The work of Louise Bogan (1897-1970) shares the restrained,
intellectual style and traditional elements of English Metaphysical
poets, while retaining a sense of modernity and the personal. Click to Order Bogan's Blue Estuaries (soft $).
Although her first book was published in 1923, she wrote
throughout her life, with her last book published the year of her
death in 1970. Bogan was also an accomplished literary critic,
known for her objectivity and fairness.
While "Women" was written early in Bogan's career, it exemplifies
her strength of combining the personal with the public. In doing
so, she deals with the political issue of feminism through irony
(in which she states things about women she obviously doesn't
believe). This irony is further heightened through her use of
traditional poetic images (such as "cell of their hearts", "red winter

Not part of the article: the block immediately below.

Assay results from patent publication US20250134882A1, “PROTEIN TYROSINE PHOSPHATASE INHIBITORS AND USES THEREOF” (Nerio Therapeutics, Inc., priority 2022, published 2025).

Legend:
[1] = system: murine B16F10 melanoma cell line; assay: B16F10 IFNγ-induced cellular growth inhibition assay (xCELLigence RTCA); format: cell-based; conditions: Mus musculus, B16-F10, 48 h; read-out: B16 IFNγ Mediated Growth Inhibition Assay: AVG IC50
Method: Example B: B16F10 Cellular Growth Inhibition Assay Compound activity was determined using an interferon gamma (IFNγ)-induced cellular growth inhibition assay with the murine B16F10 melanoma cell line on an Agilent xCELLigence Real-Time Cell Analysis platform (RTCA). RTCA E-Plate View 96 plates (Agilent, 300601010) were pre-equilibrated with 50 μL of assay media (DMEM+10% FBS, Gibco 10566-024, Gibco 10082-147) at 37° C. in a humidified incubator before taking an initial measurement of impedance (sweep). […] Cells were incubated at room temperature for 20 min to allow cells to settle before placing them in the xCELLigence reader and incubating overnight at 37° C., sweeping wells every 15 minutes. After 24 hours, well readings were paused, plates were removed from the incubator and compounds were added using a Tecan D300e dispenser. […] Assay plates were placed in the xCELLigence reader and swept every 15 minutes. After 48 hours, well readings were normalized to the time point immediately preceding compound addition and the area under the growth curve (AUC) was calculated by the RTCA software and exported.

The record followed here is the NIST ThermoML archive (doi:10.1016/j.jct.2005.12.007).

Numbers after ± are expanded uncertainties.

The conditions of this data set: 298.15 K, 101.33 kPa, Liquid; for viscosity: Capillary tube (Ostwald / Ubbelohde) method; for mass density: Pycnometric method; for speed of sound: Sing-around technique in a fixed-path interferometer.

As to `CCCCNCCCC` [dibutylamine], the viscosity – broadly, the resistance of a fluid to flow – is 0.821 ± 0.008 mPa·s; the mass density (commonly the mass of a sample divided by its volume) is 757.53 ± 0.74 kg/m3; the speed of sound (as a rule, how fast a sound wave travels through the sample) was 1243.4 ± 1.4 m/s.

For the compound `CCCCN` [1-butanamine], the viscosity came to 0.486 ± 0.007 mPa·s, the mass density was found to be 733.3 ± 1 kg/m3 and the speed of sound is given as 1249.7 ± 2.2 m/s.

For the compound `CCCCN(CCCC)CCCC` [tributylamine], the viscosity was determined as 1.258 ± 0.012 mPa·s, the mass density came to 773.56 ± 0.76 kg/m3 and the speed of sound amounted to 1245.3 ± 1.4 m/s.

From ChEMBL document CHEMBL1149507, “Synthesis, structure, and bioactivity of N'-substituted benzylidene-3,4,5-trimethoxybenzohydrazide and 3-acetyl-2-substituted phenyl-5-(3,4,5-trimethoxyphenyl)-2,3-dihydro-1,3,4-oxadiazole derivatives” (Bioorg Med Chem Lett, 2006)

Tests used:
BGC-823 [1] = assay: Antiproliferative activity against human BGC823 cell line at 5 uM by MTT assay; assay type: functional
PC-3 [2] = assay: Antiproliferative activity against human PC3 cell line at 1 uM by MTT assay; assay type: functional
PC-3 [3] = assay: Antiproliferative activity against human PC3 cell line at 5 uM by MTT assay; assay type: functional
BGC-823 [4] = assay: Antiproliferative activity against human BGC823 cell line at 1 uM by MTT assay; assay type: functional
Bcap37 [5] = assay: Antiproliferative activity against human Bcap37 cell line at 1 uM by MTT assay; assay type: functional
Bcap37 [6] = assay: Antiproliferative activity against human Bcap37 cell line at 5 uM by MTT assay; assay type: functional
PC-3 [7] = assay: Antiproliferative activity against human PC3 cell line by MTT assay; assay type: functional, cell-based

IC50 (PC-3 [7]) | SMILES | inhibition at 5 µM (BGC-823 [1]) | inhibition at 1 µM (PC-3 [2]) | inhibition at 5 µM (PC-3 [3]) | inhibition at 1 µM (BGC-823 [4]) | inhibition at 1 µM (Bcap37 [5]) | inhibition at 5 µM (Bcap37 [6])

grass", and "Snow water going down under culverts."
Only in the last stanza does Bogan begin to reveal the poem's true
center: that when a new bride is carried over the door-sill in the
arms of her husband, she is in a sense losing/taking her life, or
at least an aspect of it that "They should let ... go by."
Women have no wilderness in them,
They are provident instead,
Content in the tight hot cell of their hearts
To eat dusty bread.
They do not see cattle cropping red winter grass,
They do not hear
Snow water going down under culverts
Shallow and clear.
They wait, when they should turn to journeys,
They stiffen, when they should bend.
They use against themselves that benevolence
To which no man is friend.
They cannot think of so many crops to a field
Or of clean wood cleft by an axe.
Their love is an eager meaninglessness
Too tense or too lax.
They hear in any whisper that speaks to them
A shout and a cry.
As like as not, when they take life over their door-sill
They should let it go by.
1923. from Body of This Death.